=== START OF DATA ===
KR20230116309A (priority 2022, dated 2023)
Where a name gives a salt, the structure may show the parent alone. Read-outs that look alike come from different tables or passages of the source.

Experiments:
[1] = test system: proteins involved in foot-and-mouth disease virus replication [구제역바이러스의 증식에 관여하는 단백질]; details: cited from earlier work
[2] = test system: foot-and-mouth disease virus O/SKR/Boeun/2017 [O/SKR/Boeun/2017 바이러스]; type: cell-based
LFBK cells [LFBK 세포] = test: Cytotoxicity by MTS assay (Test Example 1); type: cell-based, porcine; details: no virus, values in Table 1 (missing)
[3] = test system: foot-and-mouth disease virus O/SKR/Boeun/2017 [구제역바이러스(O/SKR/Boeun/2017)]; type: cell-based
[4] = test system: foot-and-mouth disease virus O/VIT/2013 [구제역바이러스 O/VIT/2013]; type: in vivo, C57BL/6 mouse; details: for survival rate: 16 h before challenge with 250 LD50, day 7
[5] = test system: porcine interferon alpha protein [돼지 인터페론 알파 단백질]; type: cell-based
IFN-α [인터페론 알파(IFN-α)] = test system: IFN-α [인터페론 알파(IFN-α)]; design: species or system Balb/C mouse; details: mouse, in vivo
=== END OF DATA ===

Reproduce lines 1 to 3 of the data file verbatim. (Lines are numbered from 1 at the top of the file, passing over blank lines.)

KR20230116309A (priority 2022, dated 2023)
Where a name gives a salt, the structure may show the parent alone. Read-outs that look alike come from different tables or passages of the source.

Experiments: